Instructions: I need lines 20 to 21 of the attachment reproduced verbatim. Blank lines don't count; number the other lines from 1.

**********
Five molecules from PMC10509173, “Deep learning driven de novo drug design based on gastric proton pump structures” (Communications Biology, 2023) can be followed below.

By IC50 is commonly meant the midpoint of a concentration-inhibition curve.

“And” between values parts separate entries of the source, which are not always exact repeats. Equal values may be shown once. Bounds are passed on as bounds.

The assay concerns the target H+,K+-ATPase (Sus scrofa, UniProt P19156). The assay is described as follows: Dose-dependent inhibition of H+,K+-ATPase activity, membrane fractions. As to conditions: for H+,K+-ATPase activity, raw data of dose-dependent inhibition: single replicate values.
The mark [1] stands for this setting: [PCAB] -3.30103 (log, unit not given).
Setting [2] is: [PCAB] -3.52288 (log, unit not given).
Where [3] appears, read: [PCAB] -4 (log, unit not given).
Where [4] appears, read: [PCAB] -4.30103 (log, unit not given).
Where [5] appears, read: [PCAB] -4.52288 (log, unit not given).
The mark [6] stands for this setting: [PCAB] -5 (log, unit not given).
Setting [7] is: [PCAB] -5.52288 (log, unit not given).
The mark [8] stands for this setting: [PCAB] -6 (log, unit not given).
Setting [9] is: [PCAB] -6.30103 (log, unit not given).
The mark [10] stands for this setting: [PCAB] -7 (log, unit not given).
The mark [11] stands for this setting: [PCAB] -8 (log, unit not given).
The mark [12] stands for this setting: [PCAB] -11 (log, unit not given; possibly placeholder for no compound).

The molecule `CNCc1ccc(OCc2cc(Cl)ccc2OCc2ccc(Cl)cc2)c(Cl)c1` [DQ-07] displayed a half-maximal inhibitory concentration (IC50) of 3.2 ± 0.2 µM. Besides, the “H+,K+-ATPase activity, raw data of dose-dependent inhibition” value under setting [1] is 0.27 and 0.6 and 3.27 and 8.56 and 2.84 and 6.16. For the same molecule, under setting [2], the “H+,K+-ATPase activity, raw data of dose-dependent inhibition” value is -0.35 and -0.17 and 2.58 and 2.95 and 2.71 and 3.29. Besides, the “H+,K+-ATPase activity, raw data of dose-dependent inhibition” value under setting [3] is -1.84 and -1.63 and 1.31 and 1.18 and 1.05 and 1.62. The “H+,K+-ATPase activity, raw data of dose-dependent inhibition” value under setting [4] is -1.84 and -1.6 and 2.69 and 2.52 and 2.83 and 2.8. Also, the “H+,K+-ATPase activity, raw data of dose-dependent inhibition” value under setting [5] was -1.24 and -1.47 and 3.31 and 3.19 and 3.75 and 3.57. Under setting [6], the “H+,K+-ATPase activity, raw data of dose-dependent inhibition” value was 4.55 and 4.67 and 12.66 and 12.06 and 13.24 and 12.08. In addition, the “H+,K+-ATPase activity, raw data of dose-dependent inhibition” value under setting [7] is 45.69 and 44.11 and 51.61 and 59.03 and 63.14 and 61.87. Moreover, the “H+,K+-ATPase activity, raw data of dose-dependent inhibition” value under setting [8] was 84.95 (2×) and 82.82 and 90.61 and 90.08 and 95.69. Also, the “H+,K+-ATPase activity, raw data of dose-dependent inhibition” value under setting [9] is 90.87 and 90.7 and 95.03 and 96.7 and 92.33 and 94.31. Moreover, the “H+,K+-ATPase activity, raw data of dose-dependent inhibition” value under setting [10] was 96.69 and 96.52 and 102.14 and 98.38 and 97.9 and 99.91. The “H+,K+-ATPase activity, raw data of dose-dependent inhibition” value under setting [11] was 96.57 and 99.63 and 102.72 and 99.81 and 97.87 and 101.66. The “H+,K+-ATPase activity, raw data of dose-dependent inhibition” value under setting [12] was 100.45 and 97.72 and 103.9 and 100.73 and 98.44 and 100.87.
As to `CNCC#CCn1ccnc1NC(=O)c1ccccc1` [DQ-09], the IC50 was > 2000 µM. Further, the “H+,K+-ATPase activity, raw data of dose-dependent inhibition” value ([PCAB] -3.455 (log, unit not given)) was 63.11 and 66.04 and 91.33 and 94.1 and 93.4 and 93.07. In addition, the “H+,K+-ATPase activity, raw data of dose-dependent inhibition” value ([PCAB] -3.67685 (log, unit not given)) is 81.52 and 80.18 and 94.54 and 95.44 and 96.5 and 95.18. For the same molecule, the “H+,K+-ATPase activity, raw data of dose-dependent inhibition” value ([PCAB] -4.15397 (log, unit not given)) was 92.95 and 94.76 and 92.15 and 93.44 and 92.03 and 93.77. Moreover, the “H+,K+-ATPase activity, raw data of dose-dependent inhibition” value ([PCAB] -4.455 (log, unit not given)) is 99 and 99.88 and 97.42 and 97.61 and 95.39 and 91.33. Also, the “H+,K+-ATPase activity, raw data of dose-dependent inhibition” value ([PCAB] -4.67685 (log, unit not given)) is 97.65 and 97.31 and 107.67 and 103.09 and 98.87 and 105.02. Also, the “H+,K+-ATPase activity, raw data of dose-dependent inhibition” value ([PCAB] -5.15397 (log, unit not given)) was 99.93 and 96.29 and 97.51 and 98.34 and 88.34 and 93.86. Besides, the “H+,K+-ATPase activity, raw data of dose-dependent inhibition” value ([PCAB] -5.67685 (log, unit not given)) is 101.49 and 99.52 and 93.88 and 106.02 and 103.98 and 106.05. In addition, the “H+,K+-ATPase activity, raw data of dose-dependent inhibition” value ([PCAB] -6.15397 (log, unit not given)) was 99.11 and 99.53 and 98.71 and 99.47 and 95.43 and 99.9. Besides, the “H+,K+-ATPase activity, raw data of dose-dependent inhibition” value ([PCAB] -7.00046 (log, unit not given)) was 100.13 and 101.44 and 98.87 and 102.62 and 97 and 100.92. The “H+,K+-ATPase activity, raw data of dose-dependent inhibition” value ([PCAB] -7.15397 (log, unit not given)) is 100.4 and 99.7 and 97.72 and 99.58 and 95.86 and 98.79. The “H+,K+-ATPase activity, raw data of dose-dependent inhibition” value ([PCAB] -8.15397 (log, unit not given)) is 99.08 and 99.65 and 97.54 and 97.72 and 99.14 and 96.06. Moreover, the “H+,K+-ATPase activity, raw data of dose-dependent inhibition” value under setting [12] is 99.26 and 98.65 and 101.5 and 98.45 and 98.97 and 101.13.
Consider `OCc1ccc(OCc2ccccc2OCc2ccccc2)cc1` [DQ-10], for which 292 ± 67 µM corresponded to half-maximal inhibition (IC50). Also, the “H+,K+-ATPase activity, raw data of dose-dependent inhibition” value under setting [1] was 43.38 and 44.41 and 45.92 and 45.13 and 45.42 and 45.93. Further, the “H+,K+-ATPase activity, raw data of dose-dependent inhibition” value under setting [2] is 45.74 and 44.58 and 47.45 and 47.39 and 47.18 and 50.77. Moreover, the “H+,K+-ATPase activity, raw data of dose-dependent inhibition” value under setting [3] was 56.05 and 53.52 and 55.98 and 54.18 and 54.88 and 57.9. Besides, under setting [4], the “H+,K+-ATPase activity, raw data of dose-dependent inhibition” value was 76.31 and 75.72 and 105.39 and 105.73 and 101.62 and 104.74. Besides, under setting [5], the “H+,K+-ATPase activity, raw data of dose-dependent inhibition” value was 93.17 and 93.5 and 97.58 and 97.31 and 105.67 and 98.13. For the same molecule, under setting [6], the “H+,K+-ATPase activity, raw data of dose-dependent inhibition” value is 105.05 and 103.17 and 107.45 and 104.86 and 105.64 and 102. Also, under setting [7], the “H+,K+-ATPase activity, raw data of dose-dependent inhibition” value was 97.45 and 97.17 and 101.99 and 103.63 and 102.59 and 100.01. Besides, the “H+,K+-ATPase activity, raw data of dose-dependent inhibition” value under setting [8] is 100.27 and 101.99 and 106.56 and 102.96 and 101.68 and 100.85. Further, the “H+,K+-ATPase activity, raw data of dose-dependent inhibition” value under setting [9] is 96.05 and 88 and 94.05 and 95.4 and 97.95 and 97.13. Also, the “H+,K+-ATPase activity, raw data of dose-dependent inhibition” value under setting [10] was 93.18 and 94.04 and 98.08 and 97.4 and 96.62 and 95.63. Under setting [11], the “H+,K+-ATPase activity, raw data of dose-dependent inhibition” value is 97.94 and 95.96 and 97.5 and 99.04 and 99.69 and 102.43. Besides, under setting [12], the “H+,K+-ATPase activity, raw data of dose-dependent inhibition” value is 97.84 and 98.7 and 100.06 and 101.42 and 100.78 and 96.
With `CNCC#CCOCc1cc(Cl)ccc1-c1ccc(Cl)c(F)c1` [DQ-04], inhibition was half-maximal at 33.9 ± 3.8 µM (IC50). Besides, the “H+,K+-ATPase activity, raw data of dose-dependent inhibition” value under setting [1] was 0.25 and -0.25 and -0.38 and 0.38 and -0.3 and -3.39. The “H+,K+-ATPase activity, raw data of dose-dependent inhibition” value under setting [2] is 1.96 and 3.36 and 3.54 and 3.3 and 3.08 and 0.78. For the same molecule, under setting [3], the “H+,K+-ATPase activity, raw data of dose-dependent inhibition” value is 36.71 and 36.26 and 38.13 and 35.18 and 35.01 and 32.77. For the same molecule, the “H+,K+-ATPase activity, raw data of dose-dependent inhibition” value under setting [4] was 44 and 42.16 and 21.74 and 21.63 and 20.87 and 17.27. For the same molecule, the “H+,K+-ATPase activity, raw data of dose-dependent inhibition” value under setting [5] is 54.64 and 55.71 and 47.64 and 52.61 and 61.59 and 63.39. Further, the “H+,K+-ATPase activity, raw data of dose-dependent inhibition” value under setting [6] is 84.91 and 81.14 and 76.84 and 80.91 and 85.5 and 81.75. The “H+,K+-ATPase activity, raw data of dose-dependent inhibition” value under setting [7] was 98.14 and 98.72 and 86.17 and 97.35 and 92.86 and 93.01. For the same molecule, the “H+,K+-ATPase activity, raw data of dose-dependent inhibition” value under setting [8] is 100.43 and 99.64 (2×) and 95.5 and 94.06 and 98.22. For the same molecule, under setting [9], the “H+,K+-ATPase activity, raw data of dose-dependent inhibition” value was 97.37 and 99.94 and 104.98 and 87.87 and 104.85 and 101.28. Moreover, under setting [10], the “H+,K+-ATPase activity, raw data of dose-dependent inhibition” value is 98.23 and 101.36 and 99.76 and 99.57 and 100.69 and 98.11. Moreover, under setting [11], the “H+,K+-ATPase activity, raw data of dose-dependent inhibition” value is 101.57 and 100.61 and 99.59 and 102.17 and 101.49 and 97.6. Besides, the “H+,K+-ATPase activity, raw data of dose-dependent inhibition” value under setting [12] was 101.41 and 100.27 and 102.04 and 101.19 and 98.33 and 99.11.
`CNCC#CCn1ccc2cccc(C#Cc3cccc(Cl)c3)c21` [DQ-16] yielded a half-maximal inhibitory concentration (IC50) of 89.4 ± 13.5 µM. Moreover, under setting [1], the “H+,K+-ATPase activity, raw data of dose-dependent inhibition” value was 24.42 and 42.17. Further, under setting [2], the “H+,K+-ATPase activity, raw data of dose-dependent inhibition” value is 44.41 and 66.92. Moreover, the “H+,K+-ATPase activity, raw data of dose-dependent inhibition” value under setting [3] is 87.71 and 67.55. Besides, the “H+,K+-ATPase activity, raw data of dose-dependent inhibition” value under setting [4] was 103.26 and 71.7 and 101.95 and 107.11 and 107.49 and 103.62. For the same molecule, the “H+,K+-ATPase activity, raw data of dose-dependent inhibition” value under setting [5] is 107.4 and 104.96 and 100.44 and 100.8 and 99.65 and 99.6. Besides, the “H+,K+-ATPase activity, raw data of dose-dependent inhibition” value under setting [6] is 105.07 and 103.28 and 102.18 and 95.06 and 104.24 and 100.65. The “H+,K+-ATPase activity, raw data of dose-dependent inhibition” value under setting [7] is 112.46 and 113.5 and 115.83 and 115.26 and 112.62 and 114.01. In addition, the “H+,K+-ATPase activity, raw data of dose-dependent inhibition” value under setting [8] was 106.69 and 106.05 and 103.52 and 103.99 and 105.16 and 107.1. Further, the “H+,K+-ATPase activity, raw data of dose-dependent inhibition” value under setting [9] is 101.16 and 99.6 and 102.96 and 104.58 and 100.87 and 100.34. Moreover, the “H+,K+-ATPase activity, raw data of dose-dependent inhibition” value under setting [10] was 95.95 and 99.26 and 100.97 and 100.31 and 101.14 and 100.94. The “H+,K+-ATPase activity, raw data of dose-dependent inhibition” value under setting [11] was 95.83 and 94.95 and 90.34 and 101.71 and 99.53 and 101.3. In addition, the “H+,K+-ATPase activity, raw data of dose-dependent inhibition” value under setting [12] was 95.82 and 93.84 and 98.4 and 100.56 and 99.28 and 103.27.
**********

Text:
With `CNCC#CCOCc1cc(Cl)ccc1-c1ccc(Cl)c(F)c1` [DQ-04], inhibition was half-maximal at 33.9 ± 3.8 µM (IC50). Besides, the “H+,K+-ATPase activity, raw data of dose-dependent inhibition” value under setting [1] was 0.25 and -0.25 and -0.38 and 0.38 and -0.3 and -3.39. The “H+,K+-ATPase activity, raw data of dose-dependent inhibition” value under setting [2] is 1.96 and 3.36 and 3.54 and 3.3 and 3.08 and 0.78. For the same molecule, under setting [3], the “H+,K+-ATPase activity, raw data of dose-dependent inhibition” value is 36.71 and 36.26 and 38.13 and 35.18 and 35.01 and 32.77. For the same molecule, the “H+,K+-ATPase activity, raw data of dose-dependent inhibition” value under setting [4] was 44 and 42.16 and 21.74 and 21.63 and 20.87 and 17.27. For the same molecule, the “H+,K+-ATPase activity, raw data of dose-dependent inhibition” value under setting [5] is 54.64 and 55.71 and 47.64 and 52.61 and 61.59 and 63.39. Further, the “H+,K+-ATPase activity, raw data of dose-dependent inhibition” value under setting [6] is 84.91 and 81.14 and 76.84 and 80.91 and 85.5 and 81.75. The “H+,K+-ATPase activity, raw data of dose-dependent inhibition” value under setting [7] was 98.14 and 98.72 and 86.17 and 97.35 and 92.86 and 93.01. For the same molecule, the “H+,K+-ATPase activity, raw data of dose-dependent inhibition” value under setting [8] is 100.43 and 99.64 (2×) and 95.5 and 94.06 and 98.22. For the same molecule, under setting [9], the “H+,K+-ATPase activity, raw data of dose-dependent inhibition” value was 97.37 and 99.94 and 104.98 and 87.87 and 104.85 and 101.28. Moreover, under setting [10], the “H+,K+-ATPase activity, raw data of dose-dependent inhibition” value is 98.23 and 101.36 and 99.76 and 99.57 and 100.69 and 98.11. Moreover, under setting [11], the “H+,K+-ATPase activity, raw data of dose-dependent inhibition” value is 101.57 and 100.61 and 99.59 and 102.17 and 101.49 and 97.6. Besides, the “H+,K+-ATPase activity, raw data of dose-dependent inhibition” value under setting [12] was 101.41 and 100.27 and 102.04 and 101.19 and 98.33 and 99.11.
`CNCC#CCn1ccc2cccc(C#Cc3cccc(Cl)c3)c21` [DQ-16] yielded a half-maximal inhibitory concentration (IC50) of 89.4 ± 13.5 µM. Moreover, under setting [1], the “H+,K+-ATPase activity, raw data of dose-dependent inhibition” value was 24.42 and 42.17. Further, under setting [2], the “H+,K+-ATPase activity, raw data of dose-dependent inhibition” value is 44.41 and 66.92. Moreover, the “H+,K+-ATPase activity, raw data of dose-dependent inhibition” value under setting [3] is 87.71 and 67.55. Besides, the “H+,K+-ATPase activity, raw data of dose-dependent inhibition” value under setting [4] was 103.26 and 71.7 and 101.95 and 107.11 and 107.49 and 103.62. For the same molecule, the “H+,K+-ATPase activity, raw data of dose-dependent inhibition” value under setting [5] is 107.4 and 104.96 and 100.44 and 100.8 and 99.65 and 99.6. Besides, the “H+,K+-ATPase activity, raw data of dose-dependent inhibition” value under setting [6] is 105.07 and 103.28 and 102.18 and 95.06 and 104.24 and 100.65. The “H+,K+-ATPase activity, raw data of dose-dependent inhibition” value under setting [7] is 112.46 and 113.5 and 115.83 and 115.26 and 112.62 and 114.01. In addition, the “H+,K+-ATPase activity, raw data of dose-dependent inhibition” value under setting [8] was 106.69 and 106.05 and 103.52 and 103.99 and 105.16 and 107.1. Further, the “H+,K+-ATPase activity, raw data of dose-dependent inhibition” value under setting [9] is 101.16 and 99.6 and 102.96 and 104.58 and 100.87 and 100.34. Moreover, the “H+,K+-ATPase activity, raw data of dose-dependent inhibition” value under setting [10] was 95.95 and 99.26 and 100.97 and 100.31 and 101.14 and 100.94. The “H+,K+-ATPase activity, raw data of dose-dependent inhibition” value under setting [11] was 95.83 and 94.95 and 90.34 and 101.71 and 99.53 and 101.3. In addition, the “H+,K+-ATPase activity, raw data of dose-dependent inhibition” value under setting [12] was 95.82 and 93.84 and 98.4 and 100.56 and 99.28 and 103.27.